The story starts slowly with Kat returning to her family's home to help her aging parents prepare in case of an evacuation order. To add to the stress she is accompanied by her young child Jeremy and her husband Ezra who is recovering from a stroke and can be very irritable at times. An added problem is the fact that her former lover Jude who she still has feelings for lives across the road from her mom and dad.

Tensions build when the out of control flames rush down the hillside posing an eminent threat to the valley and its inhabitants. Kat hurries to put the family's heirlooms in order and with the heighten adrenaline and stress everyone's mind starts to play tricks on them. The family house's haunted past comes to life, some see a creepy old man and the shadow of an old lady appear and disappear into thin air and no one can explain why the burners of the stove are on.

The eerie plot and the revelation of the family secrets are somewhat predictable. I found the torment between Kat and Ezra drawn out and that some of the scenes are hard to grasp no matter what dark secrets they may reveal. The writing gets magical when Turtle Valley catches fire and all hell breaks loose. The author's descriptive scenes of falling ash and trees turning into roman candles as the fire rages through are guarantied to leave a strong image in ones mind. In whole, the author's writing is quite engaging, the plot is unique and captivating, and the cast of characters is diversified and well developed.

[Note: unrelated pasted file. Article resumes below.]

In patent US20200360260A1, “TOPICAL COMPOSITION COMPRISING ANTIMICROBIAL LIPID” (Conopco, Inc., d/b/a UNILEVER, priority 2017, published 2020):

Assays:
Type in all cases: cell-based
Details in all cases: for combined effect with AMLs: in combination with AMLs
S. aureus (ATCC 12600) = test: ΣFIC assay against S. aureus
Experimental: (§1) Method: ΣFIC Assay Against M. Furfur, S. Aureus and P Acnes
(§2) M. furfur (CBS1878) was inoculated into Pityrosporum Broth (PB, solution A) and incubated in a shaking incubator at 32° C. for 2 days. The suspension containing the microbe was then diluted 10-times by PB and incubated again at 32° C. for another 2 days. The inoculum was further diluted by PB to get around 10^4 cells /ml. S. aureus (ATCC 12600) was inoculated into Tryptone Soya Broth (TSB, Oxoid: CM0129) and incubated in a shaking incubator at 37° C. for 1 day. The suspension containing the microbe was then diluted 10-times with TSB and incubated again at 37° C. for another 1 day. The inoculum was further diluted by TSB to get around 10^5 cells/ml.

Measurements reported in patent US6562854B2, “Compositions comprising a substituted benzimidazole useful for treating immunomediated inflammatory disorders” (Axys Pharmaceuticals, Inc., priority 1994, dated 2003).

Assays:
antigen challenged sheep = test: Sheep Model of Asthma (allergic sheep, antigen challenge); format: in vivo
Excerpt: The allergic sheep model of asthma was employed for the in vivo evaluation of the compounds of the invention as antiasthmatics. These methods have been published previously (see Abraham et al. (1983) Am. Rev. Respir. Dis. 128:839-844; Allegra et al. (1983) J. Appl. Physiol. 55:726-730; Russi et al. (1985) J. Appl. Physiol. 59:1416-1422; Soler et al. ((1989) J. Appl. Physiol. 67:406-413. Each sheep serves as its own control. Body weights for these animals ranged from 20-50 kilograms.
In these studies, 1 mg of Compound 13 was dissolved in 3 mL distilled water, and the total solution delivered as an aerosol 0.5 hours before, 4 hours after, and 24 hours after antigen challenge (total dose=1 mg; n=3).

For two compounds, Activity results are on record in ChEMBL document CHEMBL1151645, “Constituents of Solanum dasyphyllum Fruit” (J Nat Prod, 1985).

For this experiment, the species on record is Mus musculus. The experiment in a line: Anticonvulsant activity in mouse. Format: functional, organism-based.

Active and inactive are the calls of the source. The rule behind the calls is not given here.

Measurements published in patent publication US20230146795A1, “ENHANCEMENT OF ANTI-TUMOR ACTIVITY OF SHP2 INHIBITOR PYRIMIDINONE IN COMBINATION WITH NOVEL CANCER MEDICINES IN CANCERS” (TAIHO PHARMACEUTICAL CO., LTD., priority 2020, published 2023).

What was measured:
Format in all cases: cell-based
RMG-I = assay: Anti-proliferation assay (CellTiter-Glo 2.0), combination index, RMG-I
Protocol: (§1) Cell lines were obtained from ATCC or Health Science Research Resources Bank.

With "Turtle Valley", I felt slowly plunged into the world of fantasy with a touch of realism. Well done Ms Anderson- Dargatz

Saturday, October 10, 2009

" Arctic Chill" by Arnaldur Indridason

5th book in the series starring detective Erlendur

This crime novel is another winner and surely will become a world wide hit. As usual Indridason writes about controversial topics that are relevant in today's society. This one raised issues of immigration, multiculturalism, racism and poverty.